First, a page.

Contributed by: Abshar Faheem
Endometriosis is a painful disorder, wherein the uterus’s lining tissue grows outside the uterus, instead of inside. The wall or lining of the uterus is known as the endometrium. Endometrial tissue develops on the intestines, tissues that support the uterus, the outside of the uterus, or ovaries.
It is rare for the endometrial tissue to expand beyond the pelvic region but it is also possible it can spread to anywhere in the body including the lungs, heart, and digestive tract. The body normally discharges the endometrium or the uterus lining during menstruation, As the tissue decays, scar tissue can form. Endometriosis can have a debilitating effect on a person’s quality of life. Besides pain, people with endometriosis can also feel pressures related to relationships, stress, depression, anxiety, employment, the cost of medical care, and difficulty in social life.
Symptoms of endometriosis
The symptoms of endometriosis may vary from person to person. It can be mild, moderate, and severe. However, the severity of the pain does not indicate the disease’s stage. You might get the mild one but can experience the distressing pain. And it can also be possible to get a severe one but might experience mild discomfort. The pelvic pain can be the most common symptom of endometriosis however, there are other symptoms as well including lower back pain, trouble with bowel movements, bloating, constipation, infertility, nausea, painful sexual intercourse, heavy menstrual bleeding, cramps especially around menstruation, painful menstruation, and pain in the lower abdomen. It is also possible that you do not get any symptoms at all.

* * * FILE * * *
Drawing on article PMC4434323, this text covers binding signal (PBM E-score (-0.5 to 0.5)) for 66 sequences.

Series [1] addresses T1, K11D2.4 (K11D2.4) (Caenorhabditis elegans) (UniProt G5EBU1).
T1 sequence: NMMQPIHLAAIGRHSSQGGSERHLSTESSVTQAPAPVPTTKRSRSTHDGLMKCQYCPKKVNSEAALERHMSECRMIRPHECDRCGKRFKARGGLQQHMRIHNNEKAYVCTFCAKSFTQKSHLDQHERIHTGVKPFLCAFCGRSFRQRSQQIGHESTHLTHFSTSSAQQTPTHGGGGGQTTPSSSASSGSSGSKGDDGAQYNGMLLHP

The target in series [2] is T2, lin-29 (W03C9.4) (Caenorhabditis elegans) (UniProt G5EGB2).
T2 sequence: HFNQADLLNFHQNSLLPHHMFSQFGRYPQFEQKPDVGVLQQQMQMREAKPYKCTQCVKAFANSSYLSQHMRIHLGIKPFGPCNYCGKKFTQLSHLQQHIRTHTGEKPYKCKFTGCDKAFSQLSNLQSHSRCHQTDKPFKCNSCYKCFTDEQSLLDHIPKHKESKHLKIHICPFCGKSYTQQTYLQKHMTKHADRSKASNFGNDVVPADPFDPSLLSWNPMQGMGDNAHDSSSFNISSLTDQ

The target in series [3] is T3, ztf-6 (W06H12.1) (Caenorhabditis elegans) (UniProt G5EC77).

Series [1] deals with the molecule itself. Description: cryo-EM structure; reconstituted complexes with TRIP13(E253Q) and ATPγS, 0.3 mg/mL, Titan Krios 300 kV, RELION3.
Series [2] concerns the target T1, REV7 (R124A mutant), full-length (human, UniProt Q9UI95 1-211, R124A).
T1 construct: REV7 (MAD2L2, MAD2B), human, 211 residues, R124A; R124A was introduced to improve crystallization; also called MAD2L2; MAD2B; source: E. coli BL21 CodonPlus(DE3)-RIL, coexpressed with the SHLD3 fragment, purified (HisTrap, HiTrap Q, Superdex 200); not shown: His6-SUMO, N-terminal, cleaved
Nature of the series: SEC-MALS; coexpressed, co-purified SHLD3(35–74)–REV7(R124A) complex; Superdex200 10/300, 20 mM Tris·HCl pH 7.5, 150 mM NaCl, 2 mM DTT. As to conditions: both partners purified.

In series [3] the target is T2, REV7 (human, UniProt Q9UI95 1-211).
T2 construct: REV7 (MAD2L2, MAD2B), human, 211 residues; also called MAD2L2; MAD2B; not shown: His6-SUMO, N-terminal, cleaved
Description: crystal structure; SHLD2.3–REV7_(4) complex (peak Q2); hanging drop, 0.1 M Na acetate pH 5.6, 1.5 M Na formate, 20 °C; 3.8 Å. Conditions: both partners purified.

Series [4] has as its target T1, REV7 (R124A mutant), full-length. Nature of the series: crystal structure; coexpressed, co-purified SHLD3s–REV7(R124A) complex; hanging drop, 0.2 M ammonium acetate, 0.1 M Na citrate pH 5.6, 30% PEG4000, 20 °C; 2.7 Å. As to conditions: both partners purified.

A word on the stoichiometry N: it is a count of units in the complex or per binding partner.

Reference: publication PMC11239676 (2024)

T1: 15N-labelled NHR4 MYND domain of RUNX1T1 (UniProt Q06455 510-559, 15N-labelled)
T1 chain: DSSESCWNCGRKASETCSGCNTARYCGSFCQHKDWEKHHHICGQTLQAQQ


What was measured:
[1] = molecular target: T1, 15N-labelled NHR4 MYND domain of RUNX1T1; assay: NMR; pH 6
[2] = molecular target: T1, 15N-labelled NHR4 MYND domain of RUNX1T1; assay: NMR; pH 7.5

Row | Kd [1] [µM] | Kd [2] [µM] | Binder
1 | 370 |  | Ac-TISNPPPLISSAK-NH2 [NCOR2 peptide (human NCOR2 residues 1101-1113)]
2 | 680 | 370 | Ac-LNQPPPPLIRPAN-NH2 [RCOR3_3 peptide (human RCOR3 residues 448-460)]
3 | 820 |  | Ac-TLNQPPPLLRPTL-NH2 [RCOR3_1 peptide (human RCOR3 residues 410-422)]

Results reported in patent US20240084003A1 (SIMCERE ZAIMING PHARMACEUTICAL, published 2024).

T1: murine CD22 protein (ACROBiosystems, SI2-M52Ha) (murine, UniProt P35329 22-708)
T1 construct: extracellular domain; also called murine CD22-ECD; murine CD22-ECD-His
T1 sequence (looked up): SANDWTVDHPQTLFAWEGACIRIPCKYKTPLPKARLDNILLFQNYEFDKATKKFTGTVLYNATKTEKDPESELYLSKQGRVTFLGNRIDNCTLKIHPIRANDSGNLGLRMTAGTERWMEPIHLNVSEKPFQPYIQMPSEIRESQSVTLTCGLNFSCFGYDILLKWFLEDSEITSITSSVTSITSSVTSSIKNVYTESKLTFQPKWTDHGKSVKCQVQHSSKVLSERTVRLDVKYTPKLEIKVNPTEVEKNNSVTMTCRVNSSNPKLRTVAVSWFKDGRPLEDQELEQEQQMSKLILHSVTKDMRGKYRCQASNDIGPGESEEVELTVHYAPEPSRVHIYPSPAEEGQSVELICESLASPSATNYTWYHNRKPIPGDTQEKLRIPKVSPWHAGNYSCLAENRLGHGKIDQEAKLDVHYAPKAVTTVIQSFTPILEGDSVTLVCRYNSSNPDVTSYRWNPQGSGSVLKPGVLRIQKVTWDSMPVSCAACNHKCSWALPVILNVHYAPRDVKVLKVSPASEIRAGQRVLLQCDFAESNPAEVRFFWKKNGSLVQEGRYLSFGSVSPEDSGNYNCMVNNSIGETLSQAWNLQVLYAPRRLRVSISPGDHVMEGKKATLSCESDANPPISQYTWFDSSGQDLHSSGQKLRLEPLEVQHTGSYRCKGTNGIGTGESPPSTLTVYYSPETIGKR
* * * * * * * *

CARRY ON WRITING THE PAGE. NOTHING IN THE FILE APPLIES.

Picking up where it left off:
Risk factors and other underlying conditions
It is essential to get routine gynecological exams which can enable your gynecologist to watch changes if any. And it is very important if you experience one or more symptoms of endometriosis. Experts are not sure about the exact cause of endometriosis but they believe certain risk factors may contribute to it. These risk factors might include genetics or family history, the onset of menstruation before the age of 11 years, heavy and prolonged menstruation, immune system problems, problems in menstrual flow, too much estrogen in the body, consumption of alcohol and caffeine, and a smaller menstrual cycle. The pain might go away after menopause when the body discontinues producing estrogen. But, if a person takes hormone therapy during menopause, the symptoms of endometriosis may continue.
Some health conditions can be associated with endometriosis including allergies, asthma, sensitivity to chemicals, autoimmune disorder, chronic fatigue syndrome, and cancers such as ovarian and breast.
Diagnosis, treatment, and home remedies
It might be hard for a medical professional or healthcare provider to diagnose endometriosis because no particular test can confirm it and the symptoms can be difficult to recognize. The symptoms can also be similar to other underlying conditions. Possible diagnostic approaches may include a pelvic exam, imaging tests, such as an ultrasound or MRI scan, laparoscopy, and a biopsy. Right now there is no cure for endometriosis because certain treatments are available that can manage the symptoms.
They include pain relief medications, hormonal treatment, surgery, and fertility treatment. Various natural remedies can also help manage endometriosis symptoms including acupuncture, counseling, hypnosis, biofeedback, regular exercise, and herbal medicine.
Early diagnosis and treatment are imperative for women because it might have serious complications too. They may include infertility issues, trouble getting pregnant, unable to conceive a baby, managing chronic pain, depression, anxiety, and other mental health issues.
The bottom line
It is a chronic condition with no cure at all. The exact cause behind its occurrence is still under research. But it does not necessarily indicate that this condition will affect the quality of your life and other daily routine activities. There are treatments and home remedies available to manage the symptoms. And this condition often improves after the menopause phase.
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